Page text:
Frequently Asked Questions
Every person is different. Some people will have acne as a teen and it will be gone; others will have it well into adulthood. Some people will never have it at all. There are a variety of factors related to your hormones and heredity, so we need to treat each case as unique. There are many great treatments available for all types of acne. Contact your healthcare provider or dermatologist for the right treatment for you.
If someone stays on a consistent acne regimen, it can take 2 months or more to see results.
We are all different. Not all peoples’ bodies react the same as others.
It is recommended that a person with no history of skin cancer be examined once a year, and every six months for people that have had skin cancer in the past.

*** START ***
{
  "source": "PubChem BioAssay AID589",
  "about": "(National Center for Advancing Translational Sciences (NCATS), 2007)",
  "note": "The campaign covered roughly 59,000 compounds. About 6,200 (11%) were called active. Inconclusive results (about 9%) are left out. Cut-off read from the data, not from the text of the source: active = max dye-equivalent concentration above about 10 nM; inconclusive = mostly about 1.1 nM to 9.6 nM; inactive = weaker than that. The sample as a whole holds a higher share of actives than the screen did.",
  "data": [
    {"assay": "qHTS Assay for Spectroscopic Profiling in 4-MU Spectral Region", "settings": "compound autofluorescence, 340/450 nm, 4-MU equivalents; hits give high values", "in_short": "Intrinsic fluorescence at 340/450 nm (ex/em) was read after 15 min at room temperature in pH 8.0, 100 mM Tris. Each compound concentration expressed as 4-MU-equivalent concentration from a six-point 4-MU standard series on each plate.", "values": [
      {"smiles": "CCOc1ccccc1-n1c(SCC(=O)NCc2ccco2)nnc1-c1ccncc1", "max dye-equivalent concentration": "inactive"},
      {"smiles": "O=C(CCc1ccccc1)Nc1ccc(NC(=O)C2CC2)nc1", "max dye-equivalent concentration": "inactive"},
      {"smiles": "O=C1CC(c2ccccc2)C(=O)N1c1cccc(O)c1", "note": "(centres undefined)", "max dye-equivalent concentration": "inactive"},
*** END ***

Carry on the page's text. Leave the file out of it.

When removing something from the skin it usually involves cutting it. When you make a cut into the skin it is changing the appearance of its original form. It will not heal to its normal state so there will always be a mark. Some people heal better than others and that is why you can see a mark on some and not all.
YES – absolutely. Use 30 SPF or higher and reapply every 2 hrs when out in sun.
Most of your damage was done while young. Most people are cautious as adults but were more active outdoors, mostly without sunscreen, while they were younger. It can take years before the signs of sun damage can surface.
YES. Skin cancer cells are microscopic. The lesion may heal up after biopsy, but the cancer cells may still be there under the surface and need to be treated.
NO. It will grow larger and deeper the longer you leave it there.
If a spot on your skin doesn’t heal, changes shape, color and size, or seems to bleed often, it should be checked by your Dermatologist.
A wart is a virus that can be stubborn and hard to treat. With treatment they can go away, come back and even spread.
Usually NO. Warts grow in areas of trauma and if cut off may recur even larger and worse. On occasion they will be cut off only under certain circumstances.